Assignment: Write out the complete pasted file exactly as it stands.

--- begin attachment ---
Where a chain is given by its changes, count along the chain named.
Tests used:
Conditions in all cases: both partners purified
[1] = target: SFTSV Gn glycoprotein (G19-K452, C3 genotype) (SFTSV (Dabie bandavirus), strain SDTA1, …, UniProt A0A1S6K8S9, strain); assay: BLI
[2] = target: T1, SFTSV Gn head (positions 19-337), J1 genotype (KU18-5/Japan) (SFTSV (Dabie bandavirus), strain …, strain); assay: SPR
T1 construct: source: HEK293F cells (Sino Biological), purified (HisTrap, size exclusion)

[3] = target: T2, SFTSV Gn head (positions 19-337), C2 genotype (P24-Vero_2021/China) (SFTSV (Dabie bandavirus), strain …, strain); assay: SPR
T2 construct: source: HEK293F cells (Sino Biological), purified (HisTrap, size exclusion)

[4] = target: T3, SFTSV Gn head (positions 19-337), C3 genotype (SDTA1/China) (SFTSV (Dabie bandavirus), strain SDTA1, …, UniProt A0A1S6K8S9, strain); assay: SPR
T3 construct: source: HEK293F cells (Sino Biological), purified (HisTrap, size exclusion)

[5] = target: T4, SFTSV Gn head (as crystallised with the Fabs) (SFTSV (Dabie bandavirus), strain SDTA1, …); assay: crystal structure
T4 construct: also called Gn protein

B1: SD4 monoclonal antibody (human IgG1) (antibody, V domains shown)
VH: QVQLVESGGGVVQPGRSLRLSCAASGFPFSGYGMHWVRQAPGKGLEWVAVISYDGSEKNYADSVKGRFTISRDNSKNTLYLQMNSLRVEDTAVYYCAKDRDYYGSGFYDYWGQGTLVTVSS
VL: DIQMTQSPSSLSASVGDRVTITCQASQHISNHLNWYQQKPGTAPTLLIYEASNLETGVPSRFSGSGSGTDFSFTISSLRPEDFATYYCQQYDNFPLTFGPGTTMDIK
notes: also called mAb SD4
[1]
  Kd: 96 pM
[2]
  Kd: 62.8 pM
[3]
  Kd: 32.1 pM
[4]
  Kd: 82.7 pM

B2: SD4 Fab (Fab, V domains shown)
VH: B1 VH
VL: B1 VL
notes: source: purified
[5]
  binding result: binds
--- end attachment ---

Where a chain is given by its changes, count along the chain named.
Tests used:
Conditions in all cases: both partners purified
[1] = target: SFTSV Gn glycoprotein (G19-K452, C3 genotype) (SFTSV (Dabie bandavirus), strain SDTA1, …, UniProt A0A1S6K8S9, strain); assay: BLI
[2] = target: T1, SFTSV Gn head (positions 19-337), J1 genotype (KU18-5/Japan) (SFTSV (Dabie bandavirus), strain …, strain); assay: SPR
T1 construct: source: HEK293F cells (Sino Biological), purified (HisTrap, size exclusion)

[3] = target: T2, SFTSV Gn head (positions 19-337), C2 genotype (P24-Vero_2021/China) (SFTSV (Dabie bandavirus), strain …, strain); assay: SPR
T2 construct: source: HEK293F cells (Sino Biological), purified (HisTrap, size exclusion)

[4] = target: T3, SFTSV Gn head (positions 19-337), C3 genotype (SDTA1/China) (SFTSV (Dabie bandavirus), strain SDTA1, …, UniProt A0A1S6K8S9, strain); assay: SPR
T3 construct: source: HEK293F cells (Sino Biological), purified (HisTrap, size exclusion)

[5] = target: T4, SFTSV Gn head (as crystallised with the Fabs) (SFTSV (Dabie bandavirus), strain SDTA1, …); assay: crystal structure
T4 construct: also called Gn protein

B1: SD4 monoclonal antibody (human IgG1) (antibody, V domains shown)
VH: QVQLVESGGGVVQPGRSLRLSCAASGFPFSGYGMHWVRQAPGKGLEWVAVISYDGSEKNYADSVKGRFTISRDNSKNTLYLQMNSLRVEDTAVYYCAKDRDYYGSGFYDYWGQGTLVTVSS
VL: DIQMTQSPSSLSASVGDRVTITCQASQHISNHLNWYQQKPGTAPTLLIYEASNLETGVPSRFSGSGSGTDFSFTISSLRPEDFATYYCQQYDNFPLTFGPGTTMDIK
notes: also called mAb SD4
[1]
  Kd: 96 pM
[2]
  Kd: 62.8 pM
[3]
  Kd: 32.1 pM
[4]
  Kd: 82.7 pM

B2: SD4 Fab (Fab, V domains shown)
VH: B1 VH
VL: B1 VL
notes: source: purified
[5]
  binding result: binds